The color lightcurve would be biased red because of the factor of 4 difference in the visual albedos.

12

Gy. M. Szab´ et al. o

30 25 n/Ntot (mag-1) 20 15 10 5 0 0 30 25 n/Ntot (mag-1) 20 15 10 5 0 0 0.05 |∆ a| 0.1 0.15 Eunomia-Adeona n/Ntot (mag-1) 0.05 |∆ a| 0.1 0.15 Flora n/Ntot (mag-1)

30 25 20 15 10 5 0 0 30 25 20 15 10 5 0 0 0.05 |∆ a| 0.1 0.15 Eos n/Ntot (mag-1) 0.05 |∆ a| 0.1 0.15 Vesta n/Ntot (mag-1)

30 25 20 15 10 5 0 0 30 25 20 15 10 5 0 0 0.05 |∆ a| 0.1 0.15 Themis 0.05 |∆ a| 0.1 0.15 Nysa-Polana

Figure 14. The distribution of |∆a| for individual asteroid families (boxes with errorbars) is compared to the distribution for the whole sample, shown by lines (mean ±σ). The families are defined by regions in the spaced spanned by proper orbital elements (see Table 1. and text).

10 8 n/Ntot (mag-1) 6 4 2 0 0 10 8 n/Ntot (mag-1) 6 4 2 0 0 0.1 0.2 0.3 0.4 0.5 |∆ r| Eunomia-Adeona n/Ntot (mag-1) 0.1 0.2 0.3 0.4 0.5 |∆ r| Flora n/Ntot (mag-1)

10 8 6 4 2 0 0 10 8 6 4 2 0 0 0.1 0.2 0.3 0.4 0.5 |∆ r| Eos n/Ntot (mag-1) 0.1 0.2 0.3 0.4 0.5 |∆ r| Vesta n/Ntot (mag-1)

10 8 6 4 2 0 0 10 8 6 4 2 0 0 0.1 0.2 0.3 0.4 0.5 |∆ r| Themis 0.1 0.2 0.3 0.4 0.5 |∆ r| Nysa-Polana

Figure 15. Same as Figure 14, except that the absolute value of the r band brightness variation is shown.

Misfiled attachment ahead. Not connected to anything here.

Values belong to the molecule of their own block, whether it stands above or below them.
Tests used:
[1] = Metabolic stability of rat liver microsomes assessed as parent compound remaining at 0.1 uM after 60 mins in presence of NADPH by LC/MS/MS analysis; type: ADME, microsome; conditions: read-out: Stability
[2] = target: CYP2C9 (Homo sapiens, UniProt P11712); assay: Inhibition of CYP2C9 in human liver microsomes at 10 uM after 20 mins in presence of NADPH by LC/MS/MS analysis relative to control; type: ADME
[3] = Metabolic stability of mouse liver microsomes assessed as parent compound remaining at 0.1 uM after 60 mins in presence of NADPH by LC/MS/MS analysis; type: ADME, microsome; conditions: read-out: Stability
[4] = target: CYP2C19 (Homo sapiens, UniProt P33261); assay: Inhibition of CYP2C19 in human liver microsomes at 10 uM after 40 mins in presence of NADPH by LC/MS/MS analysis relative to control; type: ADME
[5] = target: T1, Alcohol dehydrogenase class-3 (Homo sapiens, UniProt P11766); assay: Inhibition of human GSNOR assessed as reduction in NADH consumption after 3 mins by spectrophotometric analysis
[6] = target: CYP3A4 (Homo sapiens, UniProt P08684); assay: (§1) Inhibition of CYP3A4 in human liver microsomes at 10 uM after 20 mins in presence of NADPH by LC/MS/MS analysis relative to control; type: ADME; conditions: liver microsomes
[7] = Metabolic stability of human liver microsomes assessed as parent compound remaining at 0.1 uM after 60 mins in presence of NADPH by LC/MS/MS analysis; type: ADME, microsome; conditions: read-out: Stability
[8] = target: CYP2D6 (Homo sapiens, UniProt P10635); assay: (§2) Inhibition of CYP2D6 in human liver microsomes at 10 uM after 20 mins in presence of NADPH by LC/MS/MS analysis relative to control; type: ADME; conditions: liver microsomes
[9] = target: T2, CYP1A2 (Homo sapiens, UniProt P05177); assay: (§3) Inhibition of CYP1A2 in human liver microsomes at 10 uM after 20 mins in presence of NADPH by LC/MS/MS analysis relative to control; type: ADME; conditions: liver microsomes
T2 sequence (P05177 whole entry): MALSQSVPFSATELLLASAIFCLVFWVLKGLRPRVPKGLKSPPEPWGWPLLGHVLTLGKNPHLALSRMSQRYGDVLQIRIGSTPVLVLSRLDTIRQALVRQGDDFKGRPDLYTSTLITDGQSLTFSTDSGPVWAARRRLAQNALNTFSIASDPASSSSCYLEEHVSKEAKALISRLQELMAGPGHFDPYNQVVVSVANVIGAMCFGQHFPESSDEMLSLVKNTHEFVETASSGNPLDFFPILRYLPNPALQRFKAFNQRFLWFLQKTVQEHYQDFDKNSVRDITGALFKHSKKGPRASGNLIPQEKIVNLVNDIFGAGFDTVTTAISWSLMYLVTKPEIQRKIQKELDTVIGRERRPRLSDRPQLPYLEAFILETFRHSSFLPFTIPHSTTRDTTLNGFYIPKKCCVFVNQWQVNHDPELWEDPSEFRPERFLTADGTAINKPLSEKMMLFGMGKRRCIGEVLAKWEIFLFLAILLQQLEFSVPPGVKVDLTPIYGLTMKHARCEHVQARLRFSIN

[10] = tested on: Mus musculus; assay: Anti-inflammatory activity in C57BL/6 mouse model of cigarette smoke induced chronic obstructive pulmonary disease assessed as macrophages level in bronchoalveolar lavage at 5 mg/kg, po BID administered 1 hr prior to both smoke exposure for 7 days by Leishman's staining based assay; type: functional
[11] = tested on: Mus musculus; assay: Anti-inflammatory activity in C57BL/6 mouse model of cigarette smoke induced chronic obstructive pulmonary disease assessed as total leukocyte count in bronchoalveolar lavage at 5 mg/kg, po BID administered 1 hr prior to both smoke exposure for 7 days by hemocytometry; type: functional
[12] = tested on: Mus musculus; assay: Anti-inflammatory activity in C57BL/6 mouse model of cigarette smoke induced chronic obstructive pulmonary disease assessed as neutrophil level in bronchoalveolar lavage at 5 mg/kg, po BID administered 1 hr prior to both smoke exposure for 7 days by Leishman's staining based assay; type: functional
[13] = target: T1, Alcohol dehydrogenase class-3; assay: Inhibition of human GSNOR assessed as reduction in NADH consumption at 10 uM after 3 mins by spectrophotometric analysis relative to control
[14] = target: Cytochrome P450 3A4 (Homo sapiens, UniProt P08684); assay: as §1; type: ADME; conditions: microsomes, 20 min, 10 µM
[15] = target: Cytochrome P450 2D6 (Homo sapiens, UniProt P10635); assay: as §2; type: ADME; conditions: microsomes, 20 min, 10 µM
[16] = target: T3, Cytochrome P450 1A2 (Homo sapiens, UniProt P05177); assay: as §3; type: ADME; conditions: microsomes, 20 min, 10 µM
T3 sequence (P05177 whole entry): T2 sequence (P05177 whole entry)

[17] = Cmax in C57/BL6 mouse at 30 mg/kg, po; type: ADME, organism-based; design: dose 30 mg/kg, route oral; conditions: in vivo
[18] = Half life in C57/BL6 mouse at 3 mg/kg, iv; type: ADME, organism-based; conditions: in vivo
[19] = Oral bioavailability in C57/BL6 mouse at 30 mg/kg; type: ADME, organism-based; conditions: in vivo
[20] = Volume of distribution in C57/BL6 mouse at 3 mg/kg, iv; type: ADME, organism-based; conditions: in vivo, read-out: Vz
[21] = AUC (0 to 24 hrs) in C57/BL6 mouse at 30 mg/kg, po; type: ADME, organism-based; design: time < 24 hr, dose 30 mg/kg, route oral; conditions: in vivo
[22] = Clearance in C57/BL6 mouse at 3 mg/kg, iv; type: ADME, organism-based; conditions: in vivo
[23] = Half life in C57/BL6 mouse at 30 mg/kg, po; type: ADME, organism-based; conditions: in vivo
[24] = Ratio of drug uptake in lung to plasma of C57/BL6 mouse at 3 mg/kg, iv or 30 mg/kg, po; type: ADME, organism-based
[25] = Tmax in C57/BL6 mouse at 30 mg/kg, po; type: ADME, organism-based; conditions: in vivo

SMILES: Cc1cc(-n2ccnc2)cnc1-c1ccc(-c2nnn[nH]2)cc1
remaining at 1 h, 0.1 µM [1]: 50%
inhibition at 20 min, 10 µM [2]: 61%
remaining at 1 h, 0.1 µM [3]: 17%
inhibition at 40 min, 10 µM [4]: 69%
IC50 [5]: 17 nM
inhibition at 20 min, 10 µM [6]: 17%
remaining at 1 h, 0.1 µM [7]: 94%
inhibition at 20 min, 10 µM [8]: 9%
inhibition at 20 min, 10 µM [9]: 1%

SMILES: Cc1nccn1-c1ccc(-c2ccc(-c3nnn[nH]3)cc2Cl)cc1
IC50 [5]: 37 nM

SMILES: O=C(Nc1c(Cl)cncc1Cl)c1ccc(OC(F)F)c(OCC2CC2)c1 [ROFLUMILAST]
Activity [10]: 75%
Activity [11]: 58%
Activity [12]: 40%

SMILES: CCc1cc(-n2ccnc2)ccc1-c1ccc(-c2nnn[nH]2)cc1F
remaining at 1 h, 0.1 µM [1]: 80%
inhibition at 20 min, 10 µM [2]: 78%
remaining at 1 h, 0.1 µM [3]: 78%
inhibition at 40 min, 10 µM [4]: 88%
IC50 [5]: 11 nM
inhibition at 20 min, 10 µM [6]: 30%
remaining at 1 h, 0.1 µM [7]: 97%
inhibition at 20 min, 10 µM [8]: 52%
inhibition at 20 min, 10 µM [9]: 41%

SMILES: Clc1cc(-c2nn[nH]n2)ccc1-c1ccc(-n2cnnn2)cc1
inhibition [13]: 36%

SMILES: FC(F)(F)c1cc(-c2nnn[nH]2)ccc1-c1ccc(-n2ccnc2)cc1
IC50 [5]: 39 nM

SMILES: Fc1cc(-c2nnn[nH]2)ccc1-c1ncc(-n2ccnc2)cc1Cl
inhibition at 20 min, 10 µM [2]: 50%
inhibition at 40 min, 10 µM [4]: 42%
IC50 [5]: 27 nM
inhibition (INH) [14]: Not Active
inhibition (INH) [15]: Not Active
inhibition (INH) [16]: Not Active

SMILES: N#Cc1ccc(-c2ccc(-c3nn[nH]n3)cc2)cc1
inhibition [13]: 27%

Color Variability of SDSSMOC Asteroids
the Psyche crater wall on Eros. Such a large effect could perhaps produce color variations consistent with observations. However, it seems premature to draw conclusions with detailed modeling. Irrespective of the mechanism(s) responsible for the observed color variations, our results indicate that this is a rather common phenomenon. We conclude by pointing out that the sample presented here will be enlarged by a factor of few in a year or two because SDSS is still collecting data, and the size of known object catalog, needed to link the observations, is also growing. Furthermore, the faint limit of the known object catalog is also improving, and will result in a larger size range probed by the sample. Apart from SDSSMOC, the upcoming (in 5–10 years) deep synoptic surveys such as Pan-STARRs and LSST will produce samples of size and quality that will dwarf the sample discussed here, and provide additional clues about the causes of asteroid color variability.

13